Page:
We're championing fresh food that packs a flavour punch, from salads and vegetable-packed bowls to grains and light desserts.
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Enjoy the best of both worlds on safari in Botswana's Okavango Delta. Creature-spot by day and have all the creature comforts by night at a trio of luxury retreats.
Well-being and local wisdom are on the menu at Amanjiwo.
While it's not as ubiquitous as Cantonese sweet and sour pork or Hainanese chicken rice, China's pork burger, rou jia mo, is having its moment in the sun.
Wondering where the new in-demand destinations are? We’ve pulled the results of our Gourmet Explorer quiz to highlight the new travel hotspots worth visiting and help inspire your next overseas jaunt.
"12. I'm now sitting at Noma with no shoes on. I feel like a toddler in a sandpit."
"This is about dignity. This is about anyone walking through this door, taking what they need, and only giving back if they can."
Leaving her native Tasmania to break bread with fellow growers in the Blue Mountains is, writes Paulette Whitney, the best kind of busman’s holiday.
These four desserts have one thing in common – Anzac biscuits.
We say si to these six takes on the Italian classic. From coffee and caramel to red wine and figs, panna cotta proves to be a versatile dessert to suit all palettes.
Nicolas Poelaert, the French chef who won praise at Brooks and Embrasse restaurants in Melbourne, is now making waves with his choux-pastry smarts in Newcastle.
Go wholegrain with brown rice in a bibimbap-inspired bowl of seaweed, amaranth and pickled shiitake mushrooms, serve it with Chinese roast duck, or simply fry it up Southern-style.
A classic recipe everyone should have in their repertoire.
No gluten? No worries. No deliciousness was sacrificed in the making of these gluten-free sweets.
The Derwent Valley is the entry point to the World
Heritage-listed wonders of the Franklin-Gordon Wild Rivers National Park and the
South-West Wilderness. The Rivers Run touring route takes in all the
local highlights from picturesque oast houses or hop kilns and
colonial architecture to the magnificent mountain ashes of the Styx
Valley, home to the outhern hemisphere's tallest tree. Whether up
hill or down dale, there's always something to admire.
The hub of the Derwent Valley is an impeccably English village
of stone houses, poplar avenues and a town square. Settled by
Norfolk Island immigrants at the start of the 19th century, it can
lay claim to one of Australia's oldest pubs, the circa 1825 Bush
Inn on Montague Street, and Tasmania's oldest church, St
Matthews on Bathurst Street.
As well as being a gateway to the Tasmanian wilderness and west coast, New Norfolk is renowned for antique shops brimming with colonial, deco and Georgian treasures. Swoon over the pricey pieces and 19th-century department-store interiors at the The Drill Hall Emporium. Stay in a convict-built Georgian mansion at Woodbridge on the Derwent, a member of the prestigious Small Luxury Hotels of the World group. Regional food and wines dominate at Woodbridge's Pavilion dining room and the hotel has kayaks and bicycles for guests to work off the excess along the Derwent River.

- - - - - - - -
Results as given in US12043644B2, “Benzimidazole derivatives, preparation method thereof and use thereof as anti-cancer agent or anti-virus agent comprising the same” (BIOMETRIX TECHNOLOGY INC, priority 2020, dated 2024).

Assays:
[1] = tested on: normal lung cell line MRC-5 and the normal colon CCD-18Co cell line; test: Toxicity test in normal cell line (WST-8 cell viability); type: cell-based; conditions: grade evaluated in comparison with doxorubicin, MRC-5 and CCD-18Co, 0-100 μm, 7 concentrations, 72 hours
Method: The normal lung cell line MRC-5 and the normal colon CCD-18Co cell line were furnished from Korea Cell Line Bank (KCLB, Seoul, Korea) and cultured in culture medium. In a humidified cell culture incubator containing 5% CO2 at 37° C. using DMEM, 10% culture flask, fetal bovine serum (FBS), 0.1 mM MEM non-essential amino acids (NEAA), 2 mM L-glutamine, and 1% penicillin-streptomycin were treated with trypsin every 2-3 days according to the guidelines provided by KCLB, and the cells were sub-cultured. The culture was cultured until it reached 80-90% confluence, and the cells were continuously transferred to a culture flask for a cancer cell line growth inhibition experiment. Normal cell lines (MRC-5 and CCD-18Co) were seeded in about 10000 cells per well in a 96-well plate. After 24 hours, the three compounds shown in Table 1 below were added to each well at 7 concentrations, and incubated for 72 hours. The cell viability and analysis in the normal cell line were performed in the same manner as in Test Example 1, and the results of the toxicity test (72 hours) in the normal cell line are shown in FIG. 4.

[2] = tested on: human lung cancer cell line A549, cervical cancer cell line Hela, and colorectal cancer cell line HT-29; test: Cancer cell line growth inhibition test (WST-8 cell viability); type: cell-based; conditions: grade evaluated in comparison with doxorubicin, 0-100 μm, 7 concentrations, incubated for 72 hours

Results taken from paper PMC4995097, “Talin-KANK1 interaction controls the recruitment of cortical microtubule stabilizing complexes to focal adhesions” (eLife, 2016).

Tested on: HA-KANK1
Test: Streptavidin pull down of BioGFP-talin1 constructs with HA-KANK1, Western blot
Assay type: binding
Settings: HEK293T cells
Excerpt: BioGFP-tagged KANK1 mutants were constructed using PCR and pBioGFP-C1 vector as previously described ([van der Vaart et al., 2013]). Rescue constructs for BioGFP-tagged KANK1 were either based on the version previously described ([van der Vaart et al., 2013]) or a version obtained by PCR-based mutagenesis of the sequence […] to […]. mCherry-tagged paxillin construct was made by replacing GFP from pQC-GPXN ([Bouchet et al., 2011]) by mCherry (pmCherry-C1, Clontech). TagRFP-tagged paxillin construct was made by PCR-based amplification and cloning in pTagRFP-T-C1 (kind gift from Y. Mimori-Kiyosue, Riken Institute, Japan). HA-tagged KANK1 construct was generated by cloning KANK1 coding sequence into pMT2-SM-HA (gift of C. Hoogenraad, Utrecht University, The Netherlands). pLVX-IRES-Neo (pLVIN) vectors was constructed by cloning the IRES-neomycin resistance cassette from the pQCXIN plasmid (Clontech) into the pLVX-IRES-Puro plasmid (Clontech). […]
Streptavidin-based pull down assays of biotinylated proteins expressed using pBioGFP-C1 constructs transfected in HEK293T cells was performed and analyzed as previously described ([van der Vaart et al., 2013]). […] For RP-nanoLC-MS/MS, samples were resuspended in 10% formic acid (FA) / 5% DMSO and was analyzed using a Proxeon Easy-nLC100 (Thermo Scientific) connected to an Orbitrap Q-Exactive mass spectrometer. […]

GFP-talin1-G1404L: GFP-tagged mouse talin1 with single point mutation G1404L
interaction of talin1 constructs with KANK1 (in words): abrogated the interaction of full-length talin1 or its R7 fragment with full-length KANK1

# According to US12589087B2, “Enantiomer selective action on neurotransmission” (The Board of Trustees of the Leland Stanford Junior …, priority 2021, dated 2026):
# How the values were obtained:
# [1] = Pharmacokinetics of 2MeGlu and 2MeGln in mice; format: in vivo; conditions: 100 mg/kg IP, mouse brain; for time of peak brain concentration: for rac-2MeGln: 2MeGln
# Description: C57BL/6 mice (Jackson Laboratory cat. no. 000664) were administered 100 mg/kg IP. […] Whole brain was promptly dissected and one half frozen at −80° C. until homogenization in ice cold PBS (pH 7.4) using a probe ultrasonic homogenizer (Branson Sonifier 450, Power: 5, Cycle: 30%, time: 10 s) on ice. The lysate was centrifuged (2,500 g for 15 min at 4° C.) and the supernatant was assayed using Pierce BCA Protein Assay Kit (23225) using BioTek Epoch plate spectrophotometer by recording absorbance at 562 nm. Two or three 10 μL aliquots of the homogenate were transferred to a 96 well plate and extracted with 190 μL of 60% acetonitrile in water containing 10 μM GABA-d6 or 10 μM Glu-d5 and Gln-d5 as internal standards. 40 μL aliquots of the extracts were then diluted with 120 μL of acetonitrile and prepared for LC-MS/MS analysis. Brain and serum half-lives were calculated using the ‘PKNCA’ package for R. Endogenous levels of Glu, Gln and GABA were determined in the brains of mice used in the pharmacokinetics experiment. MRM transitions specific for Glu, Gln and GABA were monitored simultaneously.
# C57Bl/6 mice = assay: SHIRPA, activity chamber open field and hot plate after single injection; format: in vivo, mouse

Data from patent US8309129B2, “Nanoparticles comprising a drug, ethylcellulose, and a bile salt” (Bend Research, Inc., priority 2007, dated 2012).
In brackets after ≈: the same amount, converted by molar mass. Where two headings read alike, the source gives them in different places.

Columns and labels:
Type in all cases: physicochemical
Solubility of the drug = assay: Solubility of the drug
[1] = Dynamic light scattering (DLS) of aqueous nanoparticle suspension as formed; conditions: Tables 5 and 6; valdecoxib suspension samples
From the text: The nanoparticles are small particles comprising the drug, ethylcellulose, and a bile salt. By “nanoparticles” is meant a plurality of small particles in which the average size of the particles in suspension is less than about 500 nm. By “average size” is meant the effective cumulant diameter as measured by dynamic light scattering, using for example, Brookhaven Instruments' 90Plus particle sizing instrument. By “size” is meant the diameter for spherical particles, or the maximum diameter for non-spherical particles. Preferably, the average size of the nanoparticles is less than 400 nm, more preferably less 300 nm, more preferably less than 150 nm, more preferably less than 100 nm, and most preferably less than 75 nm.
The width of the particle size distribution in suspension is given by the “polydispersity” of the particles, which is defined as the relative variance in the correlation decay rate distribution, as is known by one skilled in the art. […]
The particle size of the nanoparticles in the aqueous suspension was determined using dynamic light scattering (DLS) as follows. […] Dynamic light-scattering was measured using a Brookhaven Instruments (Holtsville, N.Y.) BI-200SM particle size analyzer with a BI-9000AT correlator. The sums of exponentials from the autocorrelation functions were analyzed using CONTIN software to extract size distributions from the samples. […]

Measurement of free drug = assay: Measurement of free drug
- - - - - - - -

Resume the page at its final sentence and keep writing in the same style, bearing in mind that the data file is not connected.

The big attraction of touring this slice of Tasmania is surrendering to the charms of peaceful rural roads. Even the smallest towns can have surprising secrets.
Book well ahead at the wildly popular Agrarian
Kitchen, a farm-based cooking school in Lachlan run by
Gourmet Traveller contributing food editor Rodney Dunn and
his wife Séverine. Based in a 19th-century schoolhouse, this unique
gourmet experience combines beautiful surroundings with heirloom
produce, rare-breed animals and delicious meals.
At Hayes, Two Metre Tall runs a hop-to-tap artisan brewery on a 600-hectare farm. Handmade ales and ciders are crafted for "flavour, sustainability and truth of origin". On the way there, pull over at Pulpit Rock for postcard valley views.
At Bothwell, a picturesque hamlet settled by Scots in 1822, the finest Caledonian customs endure. Nant Distillery produces Australia's only highland single malt whiskey, using Tasmanian barley and pure highland lakes water. The nearby Ratho golf links is Australia's oldest golf course and possibly the only one where sheep still tend the greens. The tiny town itself is charming, with almost 60 buildings on the Tasmanian Heritage Register.
The waterfalls, rainforests and tarns of Mt Field National Park, an hour north-west of Hobart, provide the perfect setting for platypus, echidnas, Bennetts wallabies and Australia's only deciduous winter tree.
See art history in the making at Derwent Bridge, near Lake St Clair, where artist Greg Duncan is hand-carving the history of the central highlands in wood to create a 100-metre long sculpture, The Wall in the Wilderness.
Try some terrific cool-climate wines along the way, like Derwent Estate's standout pinot noir, chardonnay and riesling at Granton.
And don't miss the Salmon Ponds at Plenty, about 9km from New Norfolk. Established in 1864 using imported English salmon and trout stock, this historic hatchery has supplied the state's lakes with around one million fish each year. Tour the grounds, absorb the history and, if the urge to cast a line strikes, you're in luck - the Derwent Valley boasts some of Tasmania's best trout fishing.
This online feature was published on the Gourmet Traveller website in October 2012.
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